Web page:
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The Concentrate Questions and Answers series offers the best preparation for law students tackling exam questions. Each book includes typical questions, bullet-pointed answer plans, suggested answers, author commentary, and illustrative diagrams and flowcharts. This book offers clear advice on what to expect in typical employment law exams. It addresses a wide range of employment law topics that are most often encountered in employment law courses, including questions on ‘mixed’ topics. The book provides sample essay and problem questions to allow students to practise and refine exam skills. These are supported by suggested answers and diagram plans. Detailed author commentary explains what examiners are looking for, traps to avoid, and how students can best achieve their potential. This book also includes separate chapters on skills and tips for success in both exams and in coursework assessments. It is an ideal tool to help support revision or to use throughout studies to help review learning.

Book

Stephen Taylor and Astra Emir

Employment Law provides an introduction to the issues of employment law and regulation for those studying a variety of subjects including human resource management (HRM) and business management, as well as an easy explanation for students of law. Case exhibits in every chapter illustrate employment law in action, whilst activities test understanding of the law and its application in the real world. In addition, a dedicated, very practical chapter on preparing and presenting a case gives an opportunity to demonstrate understanding using a fictional scenario, through which a greater insight into the challenges faced before an employment tribunal can be gleamed. This fifth edition includes full coverage of the Taylor Report, the Gender Pay Gap Regulations, GDPR/Data Protection Act 2018, the Trade Union Act 2016 and the likely effect of Brexit. The text also encompasses a revision of core legal content including changes to tribunal fees and case law concerning employment status.

Book

Each Concentrate revision guide is packed with essential information, key cases, revision tips, exam Q&As, and more. Concentrates show you what to expect in a law exam, what examiners are looking for, and how to achieve extra marks. Employment Law Concentrate helps to consolidate knowledge in this area of law. This seventh edition includes updates on employment law, including further coverage of the employment status, written particulars, restraint of trade, and equal pay. The book includes discussion of recent cases, including Supreme Court ones, and forthcoming amendments to the law are noted where appropriate. The volume also looks at implied terms, discrimination, parental rights, working time, and types of breach of employment contracts and termination of employment contracts. Finally, the text looks at dismissal issues (including both wrongful and unfair dismissal), redundancy, and trade unions. The chapter on trade unions has been transferred to online-only content, available in the online resources for this book.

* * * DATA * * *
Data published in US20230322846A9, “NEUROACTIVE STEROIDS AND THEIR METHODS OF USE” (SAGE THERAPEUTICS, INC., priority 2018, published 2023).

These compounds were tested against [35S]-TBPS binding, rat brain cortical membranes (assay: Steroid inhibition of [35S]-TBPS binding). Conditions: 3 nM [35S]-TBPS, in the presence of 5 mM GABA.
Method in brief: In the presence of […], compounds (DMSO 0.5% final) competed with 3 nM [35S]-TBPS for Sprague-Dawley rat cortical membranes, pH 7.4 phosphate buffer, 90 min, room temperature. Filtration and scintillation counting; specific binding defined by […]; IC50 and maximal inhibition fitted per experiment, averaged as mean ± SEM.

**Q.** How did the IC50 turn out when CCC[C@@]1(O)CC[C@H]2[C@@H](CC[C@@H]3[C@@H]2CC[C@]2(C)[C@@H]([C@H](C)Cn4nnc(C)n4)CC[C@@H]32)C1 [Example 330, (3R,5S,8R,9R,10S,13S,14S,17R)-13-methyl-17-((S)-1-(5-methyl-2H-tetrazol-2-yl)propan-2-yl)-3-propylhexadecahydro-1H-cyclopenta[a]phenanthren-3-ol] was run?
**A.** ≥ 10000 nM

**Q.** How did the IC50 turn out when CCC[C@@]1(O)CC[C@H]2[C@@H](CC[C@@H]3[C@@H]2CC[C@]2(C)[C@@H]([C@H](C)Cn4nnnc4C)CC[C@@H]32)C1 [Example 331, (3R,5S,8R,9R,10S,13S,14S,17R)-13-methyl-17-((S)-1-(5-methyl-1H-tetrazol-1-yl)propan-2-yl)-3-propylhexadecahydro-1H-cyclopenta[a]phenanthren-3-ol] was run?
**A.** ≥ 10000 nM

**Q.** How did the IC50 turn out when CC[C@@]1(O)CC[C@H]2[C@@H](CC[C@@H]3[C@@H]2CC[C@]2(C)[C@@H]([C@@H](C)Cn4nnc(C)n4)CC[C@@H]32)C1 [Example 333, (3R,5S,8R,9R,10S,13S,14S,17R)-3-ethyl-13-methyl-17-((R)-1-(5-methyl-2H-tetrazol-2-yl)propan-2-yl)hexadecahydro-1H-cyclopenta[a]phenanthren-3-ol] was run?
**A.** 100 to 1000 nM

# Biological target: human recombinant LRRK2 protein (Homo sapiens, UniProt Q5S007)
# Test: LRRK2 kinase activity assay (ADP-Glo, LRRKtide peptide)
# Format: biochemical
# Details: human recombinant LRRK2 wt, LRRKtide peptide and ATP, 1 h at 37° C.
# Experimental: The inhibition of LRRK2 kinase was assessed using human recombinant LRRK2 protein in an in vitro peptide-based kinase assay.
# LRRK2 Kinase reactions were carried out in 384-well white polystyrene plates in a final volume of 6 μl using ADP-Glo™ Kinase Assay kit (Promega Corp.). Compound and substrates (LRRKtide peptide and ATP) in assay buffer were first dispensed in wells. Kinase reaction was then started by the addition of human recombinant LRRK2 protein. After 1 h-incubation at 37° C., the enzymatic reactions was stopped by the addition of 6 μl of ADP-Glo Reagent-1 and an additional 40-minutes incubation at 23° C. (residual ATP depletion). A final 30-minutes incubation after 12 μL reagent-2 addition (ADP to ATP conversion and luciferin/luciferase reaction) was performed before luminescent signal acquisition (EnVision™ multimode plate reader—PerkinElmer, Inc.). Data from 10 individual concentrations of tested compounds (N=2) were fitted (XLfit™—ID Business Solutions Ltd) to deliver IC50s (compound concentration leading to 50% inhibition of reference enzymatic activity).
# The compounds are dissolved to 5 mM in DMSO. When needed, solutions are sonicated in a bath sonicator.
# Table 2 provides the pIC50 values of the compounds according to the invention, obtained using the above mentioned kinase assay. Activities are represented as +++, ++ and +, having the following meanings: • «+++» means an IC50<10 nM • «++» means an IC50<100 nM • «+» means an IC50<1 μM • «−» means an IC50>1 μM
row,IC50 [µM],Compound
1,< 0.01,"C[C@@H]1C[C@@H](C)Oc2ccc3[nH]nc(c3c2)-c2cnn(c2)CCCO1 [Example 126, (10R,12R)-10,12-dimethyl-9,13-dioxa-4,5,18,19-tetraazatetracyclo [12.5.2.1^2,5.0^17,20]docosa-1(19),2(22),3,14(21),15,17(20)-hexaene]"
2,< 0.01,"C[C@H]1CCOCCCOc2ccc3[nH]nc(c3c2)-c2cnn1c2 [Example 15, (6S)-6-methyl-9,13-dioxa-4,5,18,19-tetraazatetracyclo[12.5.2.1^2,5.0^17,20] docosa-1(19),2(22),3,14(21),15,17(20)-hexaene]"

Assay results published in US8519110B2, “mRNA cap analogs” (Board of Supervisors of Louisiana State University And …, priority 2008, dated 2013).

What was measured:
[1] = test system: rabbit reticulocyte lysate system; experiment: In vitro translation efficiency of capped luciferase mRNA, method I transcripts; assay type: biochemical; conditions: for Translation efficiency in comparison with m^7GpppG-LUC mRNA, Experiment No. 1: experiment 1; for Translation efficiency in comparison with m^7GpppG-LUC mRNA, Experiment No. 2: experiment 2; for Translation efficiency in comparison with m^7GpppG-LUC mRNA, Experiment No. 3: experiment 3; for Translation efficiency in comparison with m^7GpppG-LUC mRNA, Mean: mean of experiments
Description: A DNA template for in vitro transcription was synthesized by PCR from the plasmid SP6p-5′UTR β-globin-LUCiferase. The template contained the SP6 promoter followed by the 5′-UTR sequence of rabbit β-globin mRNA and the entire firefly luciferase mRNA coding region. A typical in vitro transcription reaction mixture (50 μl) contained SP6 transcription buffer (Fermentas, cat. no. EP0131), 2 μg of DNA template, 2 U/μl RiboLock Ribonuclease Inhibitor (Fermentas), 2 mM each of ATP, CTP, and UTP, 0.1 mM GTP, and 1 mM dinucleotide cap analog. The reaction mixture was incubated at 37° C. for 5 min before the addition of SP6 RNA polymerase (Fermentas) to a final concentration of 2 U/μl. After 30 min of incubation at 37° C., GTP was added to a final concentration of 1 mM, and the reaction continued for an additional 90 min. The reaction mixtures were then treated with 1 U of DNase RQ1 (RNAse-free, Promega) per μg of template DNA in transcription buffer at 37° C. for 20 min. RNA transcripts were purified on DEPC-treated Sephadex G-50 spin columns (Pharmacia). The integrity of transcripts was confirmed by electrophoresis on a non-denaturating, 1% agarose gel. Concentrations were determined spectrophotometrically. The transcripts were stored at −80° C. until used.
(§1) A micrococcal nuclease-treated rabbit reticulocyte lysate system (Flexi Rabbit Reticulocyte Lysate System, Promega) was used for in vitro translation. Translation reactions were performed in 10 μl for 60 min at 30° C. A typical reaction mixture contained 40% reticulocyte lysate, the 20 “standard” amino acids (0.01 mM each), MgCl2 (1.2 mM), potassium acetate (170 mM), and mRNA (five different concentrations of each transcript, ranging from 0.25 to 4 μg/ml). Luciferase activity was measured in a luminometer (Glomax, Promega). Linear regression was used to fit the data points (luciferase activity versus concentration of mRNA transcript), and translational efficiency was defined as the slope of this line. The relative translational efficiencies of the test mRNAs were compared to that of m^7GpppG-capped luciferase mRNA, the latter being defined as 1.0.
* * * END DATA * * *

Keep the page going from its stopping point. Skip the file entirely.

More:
Book

Employment Law in Context combines extracts from leading cases, articles, and books with commentary to provide a full critical understanding of employment law. As well as providing a grounding in individual labour law, this title offers detailed analysis of the social, economic, political, and historical context in which employment law operates, drawing attention to key and current areas of debate. An innovative running case study contextualizes employment law and demonstrates its practical applications by following the life-cycle of a company from incorporation, through expansion, to liquidation. Reflection points and further reading suggestions are included. The volume is divided into eight main Parts. The first Part provides an introduction to employment law. The next Part looks at the constitution of employment and personal work contracts. This is followed by Part III, which examines the content of the personal employment contract and the obligations imposed by the common law on employers and employees. The fourth Part is about statutory employment rights. The fifth Part covers equality law. Part VI looks at the common law and statutory regulation of dismissals. The Part that follows considers business reorganizations, consultation, and insolvency. Finally, Part VIII describes collective labour law.

Book

Honeyball & Bowers’ Textbook on Employment Law provides a concise account of the essentials of employment law while offering critical and contextual insights into the debates shaping this area of law. This volume considers both individual and collective issues as well as examining the role of the EU in UK employment law. A separate chapter on human rights looks at the role human rights legislation plays in the development of employment law. The title takes account of new Supreme Court decisions including Bates van Winkelhof on the working status of partners; Hounga on race discrimination; Chhabra on the implied contractual right to a fair disciplinary procedure and E. Ivor Hughes Education Foundation on collective redundancies consultation. New legislation covered includes the Modern Slavery Act 2015 concerning trafficking of workers and slavery; the Small Business, Enterprise and Employment Act 2015 which includes measures on equal pay transparency, whistle-blowing and unpaid tribunal awards and the Shared Parental Leave Regulations allowing parental leave to be shared between parents at times of their choosing. The Trade Union Bill is also considered which, when enacted, will make taking industrial action much more difficult.